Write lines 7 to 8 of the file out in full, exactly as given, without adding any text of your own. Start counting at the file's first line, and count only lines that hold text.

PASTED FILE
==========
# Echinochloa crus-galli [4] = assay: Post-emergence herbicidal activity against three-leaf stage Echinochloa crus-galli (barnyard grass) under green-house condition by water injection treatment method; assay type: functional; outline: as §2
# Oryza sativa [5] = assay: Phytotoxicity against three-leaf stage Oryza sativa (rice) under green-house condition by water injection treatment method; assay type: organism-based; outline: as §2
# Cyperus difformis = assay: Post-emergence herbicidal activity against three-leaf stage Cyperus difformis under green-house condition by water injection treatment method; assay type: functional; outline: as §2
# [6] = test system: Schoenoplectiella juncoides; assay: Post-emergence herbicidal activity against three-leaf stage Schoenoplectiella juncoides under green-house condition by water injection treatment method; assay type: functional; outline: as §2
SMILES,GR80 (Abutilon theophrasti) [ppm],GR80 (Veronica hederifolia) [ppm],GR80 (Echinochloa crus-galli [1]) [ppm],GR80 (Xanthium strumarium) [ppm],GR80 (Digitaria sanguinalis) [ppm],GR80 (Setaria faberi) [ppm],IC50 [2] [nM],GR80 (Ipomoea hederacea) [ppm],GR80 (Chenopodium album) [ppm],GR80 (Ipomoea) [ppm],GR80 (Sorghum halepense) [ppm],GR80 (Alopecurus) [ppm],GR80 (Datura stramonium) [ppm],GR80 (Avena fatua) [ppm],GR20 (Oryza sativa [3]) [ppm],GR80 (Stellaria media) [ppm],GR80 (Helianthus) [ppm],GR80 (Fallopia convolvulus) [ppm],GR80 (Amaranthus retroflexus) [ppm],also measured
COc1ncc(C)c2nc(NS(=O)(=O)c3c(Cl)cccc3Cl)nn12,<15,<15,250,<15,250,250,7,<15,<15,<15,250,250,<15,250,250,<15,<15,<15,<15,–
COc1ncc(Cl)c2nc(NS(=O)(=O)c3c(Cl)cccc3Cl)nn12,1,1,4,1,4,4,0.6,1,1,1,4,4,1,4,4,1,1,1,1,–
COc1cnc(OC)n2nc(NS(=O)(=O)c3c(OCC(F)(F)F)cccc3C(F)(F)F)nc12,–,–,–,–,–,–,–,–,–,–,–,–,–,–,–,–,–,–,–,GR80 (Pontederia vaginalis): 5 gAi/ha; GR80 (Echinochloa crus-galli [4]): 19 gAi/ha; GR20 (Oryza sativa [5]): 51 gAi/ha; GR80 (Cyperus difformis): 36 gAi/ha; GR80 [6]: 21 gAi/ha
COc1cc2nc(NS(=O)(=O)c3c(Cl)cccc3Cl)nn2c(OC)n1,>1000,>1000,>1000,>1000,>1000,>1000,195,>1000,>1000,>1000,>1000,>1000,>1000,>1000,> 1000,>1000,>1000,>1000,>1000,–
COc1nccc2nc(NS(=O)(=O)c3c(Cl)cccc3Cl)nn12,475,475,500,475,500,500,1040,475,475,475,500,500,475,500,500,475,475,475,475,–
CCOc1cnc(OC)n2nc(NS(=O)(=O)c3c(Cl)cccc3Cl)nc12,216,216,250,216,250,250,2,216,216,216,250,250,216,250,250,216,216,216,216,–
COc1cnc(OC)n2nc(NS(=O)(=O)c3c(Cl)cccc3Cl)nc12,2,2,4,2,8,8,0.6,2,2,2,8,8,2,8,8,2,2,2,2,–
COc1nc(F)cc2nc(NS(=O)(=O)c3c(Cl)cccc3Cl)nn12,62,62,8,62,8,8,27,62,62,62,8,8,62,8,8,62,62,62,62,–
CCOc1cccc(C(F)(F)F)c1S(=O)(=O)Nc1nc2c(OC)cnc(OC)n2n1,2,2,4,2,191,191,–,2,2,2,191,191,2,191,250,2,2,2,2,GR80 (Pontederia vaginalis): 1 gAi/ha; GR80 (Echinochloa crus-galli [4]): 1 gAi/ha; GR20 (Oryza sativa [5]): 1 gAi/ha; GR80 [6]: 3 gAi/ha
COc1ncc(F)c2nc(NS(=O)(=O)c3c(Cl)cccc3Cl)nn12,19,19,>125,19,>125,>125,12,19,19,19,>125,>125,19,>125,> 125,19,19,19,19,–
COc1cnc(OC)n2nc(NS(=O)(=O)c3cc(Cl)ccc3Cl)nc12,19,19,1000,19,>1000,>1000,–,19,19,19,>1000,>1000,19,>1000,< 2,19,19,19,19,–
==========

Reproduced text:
COc1ncc(Cl)c2nc(NS(=O)(=O)c3c(Cl)cccc3Cl)nn12,1,1,4,1,4,4,0.6,1,1,1,4,4,1,4,4,1,1,1,1,–
COc1cnc(OC)n2nc(NS(=O)(=O)c3c(OCC(F)(F)F)cccc3C(F)(F)F)nc12,–,–,–,–,–,–,–,–,–,–,–,–,–,–,–,–,–,–,–,GR80 (Pontederia vaginalis): 5 gAi/ha; GR80 (Echinochloa crus-galli [4]): 19 gAi/ha; GR20 (Oryza sativa [5]): 51 gAi/ha; GR80 (Cyperus difformis): 36 gAi/ha; GR80 [6]: 21 gAi/ha